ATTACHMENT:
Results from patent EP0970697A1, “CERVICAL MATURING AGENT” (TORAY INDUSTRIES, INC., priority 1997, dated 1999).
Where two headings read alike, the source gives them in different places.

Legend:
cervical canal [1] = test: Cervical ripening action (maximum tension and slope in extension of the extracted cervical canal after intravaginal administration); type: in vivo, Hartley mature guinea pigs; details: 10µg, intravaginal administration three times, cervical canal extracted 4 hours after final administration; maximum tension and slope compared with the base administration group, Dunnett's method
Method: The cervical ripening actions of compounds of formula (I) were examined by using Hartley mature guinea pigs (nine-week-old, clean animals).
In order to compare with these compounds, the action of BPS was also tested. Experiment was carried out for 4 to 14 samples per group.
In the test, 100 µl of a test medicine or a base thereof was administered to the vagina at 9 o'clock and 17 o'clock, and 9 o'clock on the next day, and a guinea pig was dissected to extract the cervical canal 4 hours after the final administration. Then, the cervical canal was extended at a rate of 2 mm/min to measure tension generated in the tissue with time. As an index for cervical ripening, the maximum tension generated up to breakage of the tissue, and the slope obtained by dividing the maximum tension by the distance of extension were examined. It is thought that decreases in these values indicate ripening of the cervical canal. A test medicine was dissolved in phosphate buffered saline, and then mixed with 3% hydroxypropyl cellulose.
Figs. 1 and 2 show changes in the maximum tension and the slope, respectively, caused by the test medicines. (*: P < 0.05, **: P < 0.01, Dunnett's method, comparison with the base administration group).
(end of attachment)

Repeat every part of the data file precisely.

Results from patent EP0970697A1, “CERVICAL MATURING AGENT” (TORAY INDUSTRIES, INC., priority 1997, dated 1999).
Where two headings read alike, the source gives them in different places.

Legend:
cervical canal [1] = test: Cervical ripening action (maximum tension and slope in extension of the extracted cervical canal after intravaginal administration); type: in vivo, Hartley mature guinea pigs; details: 10µg, intravaginal administration three times, cervical canal extracted 4 hours after final administration; maximum tension and slope compared with the base administration group, Dunnett's method
Method: The cervical ripening actions of compounds of formula (I) were examined by using Hartley mature guinea pigs (nine-week-old, clean animals).
In order to compare with these compounds, the action of BPS was also tested. Experiment was carried out for 4 to 14 samples per group.
In the test, 100 µl of a test medicine or a base thereof was administered to the vagina at 9 o'clock and 17 o'clock, and 9 o'clock on the next day, and a guinea pig was dissected to extract the cervical canal 4 hours after the final administration. Then, the cervical canal was extended at a rate of 2 mm/min to measure tension generated in the tissue with time. As an index for cervical ripening, the maximum tension generated up to breakage of the tissue, and the slope obtained by dividing the maximum tension by the distance of extension were examined. It is thought that decreases in these values indicate ripening of the cervical canal. A test medicine was dissolved in phosphate buffered saline, and then mixed with 3% hydroxypropyl cellulose.
Figs. 1 and 2 show changes in the maximum tension and the slope, respectively, caused by the test medicines. (*: P < 0.05, **: P < 0.01, Dunnett's method, comparison with the base administration group).